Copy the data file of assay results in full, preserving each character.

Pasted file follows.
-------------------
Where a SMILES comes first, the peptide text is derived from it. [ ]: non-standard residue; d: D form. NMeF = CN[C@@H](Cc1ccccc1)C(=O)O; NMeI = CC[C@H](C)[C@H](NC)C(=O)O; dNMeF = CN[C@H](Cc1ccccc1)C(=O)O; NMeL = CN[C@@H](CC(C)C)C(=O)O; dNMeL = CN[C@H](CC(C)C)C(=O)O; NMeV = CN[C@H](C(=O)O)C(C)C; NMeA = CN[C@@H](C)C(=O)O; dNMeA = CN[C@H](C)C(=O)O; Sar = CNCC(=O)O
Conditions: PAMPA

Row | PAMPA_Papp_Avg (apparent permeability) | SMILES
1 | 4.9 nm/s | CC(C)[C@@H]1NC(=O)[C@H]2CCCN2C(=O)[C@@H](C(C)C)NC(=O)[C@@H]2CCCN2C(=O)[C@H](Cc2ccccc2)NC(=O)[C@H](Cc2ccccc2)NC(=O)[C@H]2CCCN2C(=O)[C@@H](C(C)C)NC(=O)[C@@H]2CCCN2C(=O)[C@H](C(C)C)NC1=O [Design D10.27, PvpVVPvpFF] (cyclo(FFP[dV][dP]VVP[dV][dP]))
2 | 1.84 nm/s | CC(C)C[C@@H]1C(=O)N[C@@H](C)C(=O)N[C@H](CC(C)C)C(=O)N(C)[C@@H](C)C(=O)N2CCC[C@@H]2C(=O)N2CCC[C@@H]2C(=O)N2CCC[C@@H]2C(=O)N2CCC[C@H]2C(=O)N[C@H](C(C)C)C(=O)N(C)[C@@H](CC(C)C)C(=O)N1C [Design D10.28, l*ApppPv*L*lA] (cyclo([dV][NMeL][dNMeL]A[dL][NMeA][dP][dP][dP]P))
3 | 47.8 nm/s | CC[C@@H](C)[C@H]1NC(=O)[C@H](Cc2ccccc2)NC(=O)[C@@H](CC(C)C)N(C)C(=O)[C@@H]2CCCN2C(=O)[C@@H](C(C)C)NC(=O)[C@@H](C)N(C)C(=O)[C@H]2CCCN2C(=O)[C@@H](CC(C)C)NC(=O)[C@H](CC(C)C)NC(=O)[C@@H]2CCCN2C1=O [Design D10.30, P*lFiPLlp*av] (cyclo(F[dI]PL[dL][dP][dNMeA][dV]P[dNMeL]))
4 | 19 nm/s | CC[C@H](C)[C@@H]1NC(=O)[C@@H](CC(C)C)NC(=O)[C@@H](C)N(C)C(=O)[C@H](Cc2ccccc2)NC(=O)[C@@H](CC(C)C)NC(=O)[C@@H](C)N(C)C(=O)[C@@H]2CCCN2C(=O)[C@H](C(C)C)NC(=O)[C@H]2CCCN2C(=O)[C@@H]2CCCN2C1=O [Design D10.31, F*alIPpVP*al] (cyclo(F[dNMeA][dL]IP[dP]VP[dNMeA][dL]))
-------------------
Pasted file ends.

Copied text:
Where a SMILES comes first, the peptide text is derived from it. [ ]: non-standard residue; d: D form. NMeF = CN[C@@H](Cc1ccccc1)C(=O)O; NMeI = CC[C@H](C)[C@H](NC)C(=O)O; dNMeF = CN[C@H](Cc1ccccc1)C(=O)O; NMeL = CN[C@@H](CC(C)C)C(=O)O; dNMeL = CN[C@H](CC(C)C)C(=O)O; NMeV = CN[C@H](C(=O)O)C(C)C; NMeA = CN[C@@H](C)C(=O)O; dNMeA = CN[C@H](C)C(=O)O; Sar = CNCC(=O)O
Conditions: PAMPA

Row | PAMPA_Papp_Avg (apparent permeability) | SMILES
1 | 4.9 nm/s | CC(C)[C@@H]1NC(=O)[C@H]2CCCN2C(=O)[C@@H](C(C)C)NC(=O)[C@@H]2CCCN2C(=O)[C@H](Cc2ccccc2)NC(=O)[C@H](Cc2ccccc2)NC(=O)[C@H]2CCCN2C(=O)[C@@H](C(C)C)NC(=O)[C@@H]2CCCN2C(=O)[C@H](C(C)C)NC1=O [Design D10.27, PvpVVPvpFF] (cyclo(FFP[dV][dP]VVP[dV][dP]))
2 | 1.84 nm/s | CC(C)C[C@@H]1C(=O)N[C@@H](C)C(=O)N[C@H](CC(C)C)C(=O)N(C)[C@@H](C)C(=O)N2CCC[C@@H]2C(=O)N2CCC[C@@H]2C(=O)N2CCC[C@@H]2C(=O)N2CCC[C@H]2C(=O)N[C@H](C(C)C)C(=O)N(C)[C@@H](CC(C)C)C(=O)N1C [Design D10.28, l*ApppPv*L*lA] (cyclo([dV][NMeL][dNMeL]A[dL][NMeA][dP][dP][dP]P))
3 | 47.8 nm/s | CC[C@@H](C)[C@H]1NC(=O)[C@H](Cc2ccccc2)NC(=O)[C@@H](CC(C)C)N(C)C(=O)[C@@H]2CCCN2C(=O)[C@@H](C(C)C)NC(=O)[C@@H](C)N(C)C(=O)[C@H]2CCCN2C(=O)[C@@H](CC(C)C)NC(=O)[C@H](CC(C)C)NC(=O)[C@@H]2CCCN2C1=O [Design D10.30, P*lFiPLlp*av] (cyclo(F[dI]PL[dL][dP][dNMeA][dV]P[dNMeL]))
4 | 19 nm/s | CC[C@H](C)[C@@H]1NC(=O)[C@@H](CC(C)C)NC(=O)[C@@H](C)N(C)C(=O)[C@H](Cc2ccccc2)NC(=O)[C@@H](CC(C)C)NC(=O)[C@@H](C)N(C)C(=O)[C@@H]2CCCN2C(=O)[C@H](C(C)C)NC(=O)[C@H]2CCCN2C(=O)[C@@H]2CCCN2C1=O [Design D10.31, F*alIPpVP*al] (cyclo(F[dNMeA][dL]IP[dP]VP[dNMeA][dL]))